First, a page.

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II.-Some gloomy and desponding thoughts of a soul under
convictions of sin, and concern for its eternal salvation. 1. I BELIEVE my case is singular, that none ever had so many strange and different thoughts and feelings as I.
2. I have been concerned much longer than many others, that I have known or read of, who have been say. ingly converted, and yet I am left.
3. I have withstood the power of convictions a long time; and therefore I fear, I shall be finally left of God.
4. I never shall be converted, without stronger convictions, and greater terrors of conscience.
5. I do not aim at the glory of God in any thing I do, and therefore I cannot hope for mercy.
6. I do not see the evil nature of sin, nor the sin of my nature; and therefore I am discouraged.
7. The more I strive, the more blind and hard my heart is, and the worse I grow continually.
8. I fear that God never shewed mercy to one so vile
9. I fear I am not elected, and therefore must perish.
12. I am an old sinner ; and if God had designed mercy for me, he would have called me home to himself before now.
III.-Signs of Godliness. The distinguishing marks of a true Christian, taken from
one of my old manuscripts ; where I wrote as I felt and experienced, and not from any considerable degree of doctrinal knowledge, or acquaintance with the sentiments
of others in this point. 1. He has a true knowledge of the glory and excellency of God, that he is most worthy to be loved and praised for his own divine perfections. Psal. cxlv. 3.
2. God is his portion, Psal. lxxiii. 25. And God's glory his great concern, Matth. vi. 22.
3. Holiness is his delight; nothing he so much longs for as to be holy, as God is holy. Phil. üi. 9-12. 4. Sin is his greatest enemy.
This he hates for its own nature, for what it is in itself, being contrary to a holy Gad, Jer. ii. 1. Consequently he hates all sin, Rom. vii. 24. 1 John iii. 9.
5. The laws of God also are his delight, Psal. cxix. 97. Rom. vii. 22. These he observes, not out of constraint, from a servile fear of hell; but they are his choice, Psa 30. The strict observance of them is not his bondage, but his greatest liberty, ver. 45.
LETTERS. Written by Mr Brainerd to his Friends. MR BRAINERD had a large acquaintance and correspondence, especially in the latter part of his life, and he did much at writing Letters to his absent friends ; but the most of his acquaintance living at a great distance from me, I have not been able to obtain copies of many that he wrote. However, the greater part of those which I have seen, are such, as appear to me of profitable tendency, and worthy of the public view : I have therefore here added a few of his letters.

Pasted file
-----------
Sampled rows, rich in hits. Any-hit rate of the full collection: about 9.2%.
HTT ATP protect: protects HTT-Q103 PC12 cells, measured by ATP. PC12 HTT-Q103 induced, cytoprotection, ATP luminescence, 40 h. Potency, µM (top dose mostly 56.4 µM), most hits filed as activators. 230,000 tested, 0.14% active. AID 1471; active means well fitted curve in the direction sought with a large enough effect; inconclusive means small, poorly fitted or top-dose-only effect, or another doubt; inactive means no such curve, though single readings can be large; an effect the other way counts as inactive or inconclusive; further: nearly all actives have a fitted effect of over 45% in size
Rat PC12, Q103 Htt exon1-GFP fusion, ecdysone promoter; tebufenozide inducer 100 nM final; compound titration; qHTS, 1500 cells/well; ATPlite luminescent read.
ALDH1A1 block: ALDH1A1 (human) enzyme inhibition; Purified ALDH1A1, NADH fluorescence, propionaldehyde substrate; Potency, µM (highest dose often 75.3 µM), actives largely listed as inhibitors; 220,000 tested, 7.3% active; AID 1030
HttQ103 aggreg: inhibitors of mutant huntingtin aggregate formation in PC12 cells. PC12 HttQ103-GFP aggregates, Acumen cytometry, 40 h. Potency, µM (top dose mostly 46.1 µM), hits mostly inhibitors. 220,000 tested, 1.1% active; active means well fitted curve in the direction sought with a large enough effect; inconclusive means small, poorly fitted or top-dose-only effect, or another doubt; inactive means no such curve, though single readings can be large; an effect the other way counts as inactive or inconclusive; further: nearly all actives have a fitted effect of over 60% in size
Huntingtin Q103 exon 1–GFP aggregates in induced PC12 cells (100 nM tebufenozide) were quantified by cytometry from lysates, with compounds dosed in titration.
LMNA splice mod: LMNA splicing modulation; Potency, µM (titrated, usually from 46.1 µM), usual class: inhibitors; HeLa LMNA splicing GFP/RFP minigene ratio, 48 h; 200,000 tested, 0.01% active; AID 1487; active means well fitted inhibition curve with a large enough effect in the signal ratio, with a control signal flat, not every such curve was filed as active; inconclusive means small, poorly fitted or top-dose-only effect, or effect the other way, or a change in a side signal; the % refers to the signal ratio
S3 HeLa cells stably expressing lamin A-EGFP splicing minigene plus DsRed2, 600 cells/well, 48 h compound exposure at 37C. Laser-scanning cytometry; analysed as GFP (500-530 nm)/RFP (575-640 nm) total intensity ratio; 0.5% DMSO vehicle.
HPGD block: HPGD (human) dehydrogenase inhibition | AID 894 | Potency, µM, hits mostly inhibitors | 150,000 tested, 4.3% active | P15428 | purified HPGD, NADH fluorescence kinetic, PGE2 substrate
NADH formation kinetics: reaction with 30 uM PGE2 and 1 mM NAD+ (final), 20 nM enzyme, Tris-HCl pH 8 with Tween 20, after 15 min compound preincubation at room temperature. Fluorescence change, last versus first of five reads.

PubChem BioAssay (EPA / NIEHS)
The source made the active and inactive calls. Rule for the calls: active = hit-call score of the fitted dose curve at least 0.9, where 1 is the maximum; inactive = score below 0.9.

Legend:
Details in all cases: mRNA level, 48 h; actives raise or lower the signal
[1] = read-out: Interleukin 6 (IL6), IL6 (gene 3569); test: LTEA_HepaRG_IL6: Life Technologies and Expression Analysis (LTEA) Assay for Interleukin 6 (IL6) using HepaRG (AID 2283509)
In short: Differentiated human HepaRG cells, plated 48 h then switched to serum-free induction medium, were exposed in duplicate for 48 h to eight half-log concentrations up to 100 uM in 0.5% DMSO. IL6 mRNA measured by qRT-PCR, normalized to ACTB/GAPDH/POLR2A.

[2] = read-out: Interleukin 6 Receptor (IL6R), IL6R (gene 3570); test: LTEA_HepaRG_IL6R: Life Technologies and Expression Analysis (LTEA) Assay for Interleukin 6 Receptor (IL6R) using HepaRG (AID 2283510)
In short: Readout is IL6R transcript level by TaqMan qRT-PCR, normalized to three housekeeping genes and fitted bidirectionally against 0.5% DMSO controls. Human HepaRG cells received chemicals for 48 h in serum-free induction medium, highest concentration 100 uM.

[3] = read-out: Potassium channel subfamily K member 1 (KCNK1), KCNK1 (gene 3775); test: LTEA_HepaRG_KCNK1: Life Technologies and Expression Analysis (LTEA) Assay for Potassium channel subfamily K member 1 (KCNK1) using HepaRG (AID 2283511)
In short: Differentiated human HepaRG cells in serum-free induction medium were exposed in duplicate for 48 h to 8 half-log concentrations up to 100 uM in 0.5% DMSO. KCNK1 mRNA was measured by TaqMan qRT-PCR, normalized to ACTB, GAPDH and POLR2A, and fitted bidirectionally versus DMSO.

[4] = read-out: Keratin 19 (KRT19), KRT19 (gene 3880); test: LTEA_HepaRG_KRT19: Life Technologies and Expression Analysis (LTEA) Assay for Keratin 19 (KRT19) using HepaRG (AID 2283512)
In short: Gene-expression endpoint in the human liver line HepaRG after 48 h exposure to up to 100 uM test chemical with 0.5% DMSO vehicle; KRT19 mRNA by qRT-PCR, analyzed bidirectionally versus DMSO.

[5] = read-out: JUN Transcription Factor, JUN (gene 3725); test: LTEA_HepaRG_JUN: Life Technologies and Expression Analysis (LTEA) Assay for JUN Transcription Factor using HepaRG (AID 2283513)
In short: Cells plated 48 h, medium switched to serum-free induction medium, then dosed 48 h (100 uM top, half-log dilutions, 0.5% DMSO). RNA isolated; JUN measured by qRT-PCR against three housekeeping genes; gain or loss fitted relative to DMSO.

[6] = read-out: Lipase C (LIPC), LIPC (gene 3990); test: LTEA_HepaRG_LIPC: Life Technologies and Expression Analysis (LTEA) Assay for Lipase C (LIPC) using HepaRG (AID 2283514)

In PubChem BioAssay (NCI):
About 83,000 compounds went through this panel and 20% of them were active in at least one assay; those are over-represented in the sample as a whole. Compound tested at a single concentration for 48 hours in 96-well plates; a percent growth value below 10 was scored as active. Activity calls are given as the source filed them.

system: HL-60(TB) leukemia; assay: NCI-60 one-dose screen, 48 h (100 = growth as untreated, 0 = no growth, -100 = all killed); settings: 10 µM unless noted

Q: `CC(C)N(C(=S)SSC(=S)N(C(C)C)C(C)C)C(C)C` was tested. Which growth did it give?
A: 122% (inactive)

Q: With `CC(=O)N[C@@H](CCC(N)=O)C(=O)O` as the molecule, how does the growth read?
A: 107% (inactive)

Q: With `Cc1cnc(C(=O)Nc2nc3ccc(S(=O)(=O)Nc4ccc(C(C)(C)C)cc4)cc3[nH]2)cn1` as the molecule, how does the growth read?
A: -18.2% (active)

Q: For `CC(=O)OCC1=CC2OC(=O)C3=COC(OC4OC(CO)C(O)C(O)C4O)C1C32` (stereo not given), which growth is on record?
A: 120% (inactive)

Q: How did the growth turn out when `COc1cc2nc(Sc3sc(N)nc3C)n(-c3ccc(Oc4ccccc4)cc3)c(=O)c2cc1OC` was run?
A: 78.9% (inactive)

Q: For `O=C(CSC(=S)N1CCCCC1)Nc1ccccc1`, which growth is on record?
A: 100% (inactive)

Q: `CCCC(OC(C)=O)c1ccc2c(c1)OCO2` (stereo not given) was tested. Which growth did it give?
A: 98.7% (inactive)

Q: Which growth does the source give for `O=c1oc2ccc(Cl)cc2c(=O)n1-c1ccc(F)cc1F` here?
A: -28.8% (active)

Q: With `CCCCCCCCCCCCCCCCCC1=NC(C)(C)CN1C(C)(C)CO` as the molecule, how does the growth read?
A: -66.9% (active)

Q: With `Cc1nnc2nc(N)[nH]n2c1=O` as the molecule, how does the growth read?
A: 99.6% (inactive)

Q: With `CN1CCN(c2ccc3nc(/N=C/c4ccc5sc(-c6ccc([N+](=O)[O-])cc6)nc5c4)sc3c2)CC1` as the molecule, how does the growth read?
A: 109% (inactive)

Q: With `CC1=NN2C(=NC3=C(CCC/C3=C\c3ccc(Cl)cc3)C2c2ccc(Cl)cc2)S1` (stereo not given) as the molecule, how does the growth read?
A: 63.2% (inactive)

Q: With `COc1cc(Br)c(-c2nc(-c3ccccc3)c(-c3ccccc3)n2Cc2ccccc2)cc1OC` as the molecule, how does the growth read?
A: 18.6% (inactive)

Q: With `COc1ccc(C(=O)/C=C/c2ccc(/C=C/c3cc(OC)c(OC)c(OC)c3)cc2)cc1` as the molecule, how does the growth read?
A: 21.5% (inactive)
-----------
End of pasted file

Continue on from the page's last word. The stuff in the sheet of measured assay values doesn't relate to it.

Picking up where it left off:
N. B. Several of these which follow, are not published at large, because some parts of them related to affairs of a private nature.
To his brother John, then a Student at Yale-college in
New-Haven. Dear brother,
Kaunaumeek, April 30, 1743. I SHOULD
you, “I long to see you," but that my own experience has taught me there is no happiness and plenary satisfaction to be enjoyed in earthly friends, though ever so near aud dear, or in any other enjoyment that is hot God 'himself. Therefore if the God of all grace, would be pleased to afford us each his presence and grace,
that we may perform the work and endure the trials he calls us to, in a most distressing tiresome wilderness, till we arrive at our journey's end; the distance of which we are held from each other at the present, is a matter of no great moment or importance to either of us. But alas, the presence of God is what I want.
I live in the most lonely melancholy desert, about eighteen miles from Albany; for it was not thought best that I should go to Delaware-river, as I believe I hinted to you in a letter from New-York. I board with a poor Scotsman : his wife can talk scarcely any English. My diet consists mostly of hasty-pudding, boiled corn, and bread baked in ashes, and sometimes a little meat and butter. My lodging is a little heap of straw, laid upon some boards, a little way from the ground; for it is a log-room, without any, floor, that I lodge in. My work is exceeding hard and difficult: I travel on foot a mile and half in the worst of roads almost daily, and back again; for I live so far from my Indians. - I have not seen an English person this month. These and many other uncomfortable circumstances attend me: and yet my spiritual conflicts and distresses so far exceed all these, that I scarce think of them, but feel as if I were entertained in the most sumptuous manner.
The Lord grant that I may learn to “ endure hardness, as a good soldier of Jesus Christ !”